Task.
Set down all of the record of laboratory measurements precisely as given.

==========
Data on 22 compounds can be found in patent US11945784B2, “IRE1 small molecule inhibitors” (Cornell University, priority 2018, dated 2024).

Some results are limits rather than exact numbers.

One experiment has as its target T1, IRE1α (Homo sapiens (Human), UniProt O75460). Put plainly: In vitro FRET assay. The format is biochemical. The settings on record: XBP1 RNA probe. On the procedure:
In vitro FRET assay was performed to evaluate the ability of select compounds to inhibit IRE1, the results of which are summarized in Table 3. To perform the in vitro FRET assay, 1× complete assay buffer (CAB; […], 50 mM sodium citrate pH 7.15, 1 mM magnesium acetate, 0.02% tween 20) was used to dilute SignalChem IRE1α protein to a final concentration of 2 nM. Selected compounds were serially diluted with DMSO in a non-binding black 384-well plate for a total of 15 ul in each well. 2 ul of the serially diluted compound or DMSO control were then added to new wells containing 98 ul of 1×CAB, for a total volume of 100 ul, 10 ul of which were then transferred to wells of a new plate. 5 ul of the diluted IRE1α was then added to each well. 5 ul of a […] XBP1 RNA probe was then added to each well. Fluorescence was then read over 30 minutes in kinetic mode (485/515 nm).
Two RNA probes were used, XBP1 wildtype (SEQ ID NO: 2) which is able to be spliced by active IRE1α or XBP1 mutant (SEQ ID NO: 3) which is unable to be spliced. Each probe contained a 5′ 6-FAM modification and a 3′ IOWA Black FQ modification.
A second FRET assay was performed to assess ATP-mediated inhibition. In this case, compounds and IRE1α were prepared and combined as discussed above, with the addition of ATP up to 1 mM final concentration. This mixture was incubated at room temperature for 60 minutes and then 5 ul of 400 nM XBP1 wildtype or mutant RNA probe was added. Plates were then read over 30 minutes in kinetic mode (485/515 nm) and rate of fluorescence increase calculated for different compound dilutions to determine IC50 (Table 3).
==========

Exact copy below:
Data on 22 compounds can be found in patent US11945784B2, “IRE1 small molecule inhibitors” (Cornell University, priority 2018, dated 2024).

Some results are limits rather than exact numbers.

One experiment has as its target T1, IRE1α (Homo sapiens (Human), UniProt O75460). Put plainly: In vitro FRET assay. The format is biochemical. The settings on record: XBP1 RNA probe. On the procedure:
In vitro FRET assay was performed to evaluate the ability of select compounds to inhibit IRE1, the results of which are summarized in Table 3. To perform the in vitro FRET assay, 1× complete assay buffer (CAB; […], 50 mM sodium citrate pH 7.15, 1 mM magnesium acetate, 0.02% tween 20) was used to dilute SignalChem IRE1α protein to a final concentration of 2 nM. Selected compounds were serially diluted with DMSO in a non-binding black 384-well plate for a total of 15 ul in each well. 2 ul of the serially diluted compound or DMSO control were then added to new wells containing 98 ul of 1×CAB, for a total volume of 100 ul, 10 ul of which were then transferred to wells of a new plate. 5 ul of the diluted IRE1α was then added to each well. 5 ul of a […] XBP1 RNA probe was then added to each well. Fluorescence was then read over 30 minutes in kinetic mode (485/515 nm).
Two RNA probes were used, XBP1 wildtype (SEQ ID NO: 2) which is able to be spliced by active IRE1α or XBP1 mutant (SEQ ID NO: 3) which is unable to be spliced. Each probe contained a 5′ 6-FAM modification and a 3′ IOWA Black FQ modification.
A second FRET assay was performed to assess ATP-mediated inhibition. In this case, compounds and IRE1α were prepared and combined as discussed above, with the addition of ATP up to 1 mM final concentration. This mixture was incubated at room temperature for 60 minutes and then 5 ul of 400 nM XBP1 wildtype or mutant RNA probe was added. Plates were then read over 30 minutes in kinetic mode (485/515 nm) and rate of fluorescence increase calculated for different compound dilutions to determine IC50 (Table 3).